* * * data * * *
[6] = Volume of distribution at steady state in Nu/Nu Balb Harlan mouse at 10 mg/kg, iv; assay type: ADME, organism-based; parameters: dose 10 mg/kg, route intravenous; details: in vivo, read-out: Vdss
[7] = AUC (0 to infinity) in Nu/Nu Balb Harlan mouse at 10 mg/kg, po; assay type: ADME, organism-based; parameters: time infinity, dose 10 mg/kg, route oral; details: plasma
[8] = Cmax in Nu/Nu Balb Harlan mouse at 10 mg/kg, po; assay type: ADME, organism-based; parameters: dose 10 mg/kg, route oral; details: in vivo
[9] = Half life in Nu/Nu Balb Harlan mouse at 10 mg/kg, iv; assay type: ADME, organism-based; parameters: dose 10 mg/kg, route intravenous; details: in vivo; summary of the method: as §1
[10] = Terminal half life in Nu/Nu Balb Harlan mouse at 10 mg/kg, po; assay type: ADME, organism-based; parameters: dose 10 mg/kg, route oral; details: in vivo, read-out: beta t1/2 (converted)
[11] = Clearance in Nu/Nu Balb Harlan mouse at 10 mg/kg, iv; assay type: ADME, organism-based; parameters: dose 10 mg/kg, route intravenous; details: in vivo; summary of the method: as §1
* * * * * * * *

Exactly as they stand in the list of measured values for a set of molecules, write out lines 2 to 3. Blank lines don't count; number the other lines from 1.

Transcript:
[7] = AUC (0 to infinity) in Nu/Nu Balb Harlan mouse at 10 mg/kg, po; assay type: ADME, organism-based; parameters: time infinity, dose 10 mg/kg, route oral; details: plasma
[8] = Cmax in Nu/Nu Balb Harlan mouse at 10 mg/kg, po; assay type: ADME, organism-based; parameters: dose 10 mg/kg, route oral; details: in vivo